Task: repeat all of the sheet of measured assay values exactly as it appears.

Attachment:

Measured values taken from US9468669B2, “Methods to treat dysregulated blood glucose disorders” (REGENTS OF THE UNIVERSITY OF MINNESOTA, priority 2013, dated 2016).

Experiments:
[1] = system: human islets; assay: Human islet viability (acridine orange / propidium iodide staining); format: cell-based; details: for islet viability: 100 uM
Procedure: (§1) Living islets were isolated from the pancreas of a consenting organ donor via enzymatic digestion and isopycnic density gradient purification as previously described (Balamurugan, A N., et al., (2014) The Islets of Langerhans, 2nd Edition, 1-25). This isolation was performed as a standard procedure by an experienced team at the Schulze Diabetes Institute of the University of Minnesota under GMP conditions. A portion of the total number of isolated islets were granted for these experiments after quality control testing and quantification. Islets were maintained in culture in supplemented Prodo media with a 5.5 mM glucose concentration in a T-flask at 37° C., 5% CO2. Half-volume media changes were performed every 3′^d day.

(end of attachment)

Measured values taken from US9468669B2, “Methods to treat dysregulated blood glucose disorders” (REGENTS OF THE UNIVERSITY OF MINNESOTA, priority 2013, dated 2016).

Experiments:
[1] = system: human islets; assay: Human islet viability (acridine orange / propidium iodide staining); format: cell-based; details: for islet viability: 100 uM
Procedure: (§1) Living islets were isolated from the pancreas of a consenting organ donor via enzymatic digestion and isopycnic density gradient purification as previously described (Balamurugan, A N., et al., (2014) The Islets of Langerhans, 2nd Edition, 1-25). This isolation was performed as a standard procedure by an experienced team at the Schulze Diabetes Institute of the University of Minnesota under GMP conditions. A portion of the total number of isolated islets were granted for these experiments after quality control testing and quantification. Islets were maintained in culture in supplemented Prodo media with a 5.5 mM glucose concentration in a T-flask at 37° C., 5% CO2. Half-volume media changes were performed every 3′^d day.